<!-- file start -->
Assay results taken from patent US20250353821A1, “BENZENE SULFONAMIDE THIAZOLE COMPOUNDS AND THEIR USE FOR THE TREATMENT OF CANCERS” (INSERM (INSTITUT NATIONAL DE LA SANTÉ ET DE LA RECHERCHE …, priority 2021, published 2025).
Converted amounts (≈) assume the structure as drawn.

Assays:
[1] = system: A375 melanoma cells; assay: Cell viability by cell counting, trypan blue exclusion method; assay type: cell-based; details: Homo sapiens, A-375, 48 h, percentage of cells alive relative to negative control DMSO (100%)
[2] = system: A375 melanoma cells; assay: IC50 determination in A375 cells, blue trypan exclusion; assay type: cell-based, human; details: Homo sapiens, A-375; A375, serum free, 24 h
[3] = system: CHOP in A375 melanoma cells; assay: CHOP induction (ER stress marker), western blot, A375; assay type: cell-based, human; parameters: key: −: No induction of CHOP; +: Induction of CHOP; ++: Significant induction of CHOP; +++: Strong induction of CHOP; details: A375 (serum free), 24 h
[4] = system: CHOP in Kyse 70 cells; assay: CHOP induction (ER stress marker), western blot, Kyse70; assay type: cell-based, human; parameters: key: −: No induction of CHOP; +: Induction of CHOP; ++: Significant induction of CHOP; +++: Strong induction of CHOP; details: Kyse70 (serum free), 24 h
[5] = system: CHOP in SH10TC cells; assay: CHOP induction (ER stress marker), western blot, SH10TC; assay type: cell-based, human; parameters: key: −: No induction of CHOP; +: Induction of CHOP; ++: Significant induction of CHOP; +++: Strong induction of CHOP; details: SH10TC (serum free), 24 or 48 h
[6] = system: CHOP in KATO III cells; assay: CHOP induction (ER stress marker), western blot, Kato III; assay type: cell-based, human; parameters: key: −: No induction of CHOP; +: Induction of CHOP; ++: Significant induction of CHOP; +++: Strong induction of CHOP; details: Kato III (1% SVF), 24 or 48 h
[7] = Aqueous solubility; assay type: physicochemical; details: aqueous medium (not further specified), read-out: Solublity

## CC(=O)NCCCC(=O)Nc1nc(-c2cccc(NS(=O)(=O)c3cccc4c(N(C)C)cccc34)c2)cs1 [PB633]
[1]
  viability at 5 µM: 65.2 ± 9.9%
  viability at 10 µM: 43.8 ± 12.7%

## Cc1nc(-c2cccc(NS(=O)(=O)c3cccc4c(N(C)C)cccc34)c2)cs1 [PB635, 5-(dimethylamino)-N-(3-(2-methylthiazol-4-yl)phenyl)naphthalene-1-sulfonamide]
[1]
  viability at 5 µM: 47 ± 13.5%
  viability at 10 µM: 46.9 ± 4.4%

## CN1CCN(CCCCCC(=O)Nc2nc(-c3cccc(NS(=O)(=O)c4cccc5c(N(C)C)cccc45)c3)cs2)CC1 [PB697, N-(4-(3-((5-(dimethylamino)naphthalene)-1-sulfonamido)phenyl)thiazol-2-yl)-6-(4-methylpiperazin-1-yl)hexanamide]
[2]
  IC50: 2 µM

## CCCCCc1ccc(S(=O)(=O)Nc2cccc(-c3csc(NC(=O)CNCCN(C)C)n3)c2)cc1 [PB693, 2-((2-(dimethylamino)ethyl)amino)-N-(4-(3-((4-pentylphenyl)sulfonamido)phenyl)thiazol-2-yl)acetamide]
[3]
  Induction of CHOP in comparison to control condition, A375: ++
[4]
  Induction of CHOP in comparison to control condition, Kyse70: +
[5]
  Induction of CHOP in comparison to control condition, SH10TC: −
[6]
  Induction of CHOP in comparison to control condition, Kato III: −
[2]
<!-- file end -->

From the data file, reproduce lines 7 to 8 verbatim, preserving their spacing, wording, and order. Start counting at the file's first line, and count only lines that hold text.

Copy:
[4] = system: CHOP in Kyse 70 cells; assay: CHOP induction (ER stress marker), western blot, Kyse70; assay type: cell-based, human; parameters: key: −: No induction of CHOP; +: Induction of CHOP; ++: Significant induction of CHOP; +++: Strong induction of CHOP; details: Kyse70 (serum free), 24 h
[5] = system: CHOP in SH10TC cells; assay: CHOP induction (ER stress marker), western blot, SH10TC; assay type: cell-based, human; parameters: key: −: No induction of CHOP; +: Induction of CHOP; ++: Significant induction of CHOP; +++: Strong induction of CHOP; details: SH10TC (serum free), 24 or 48 h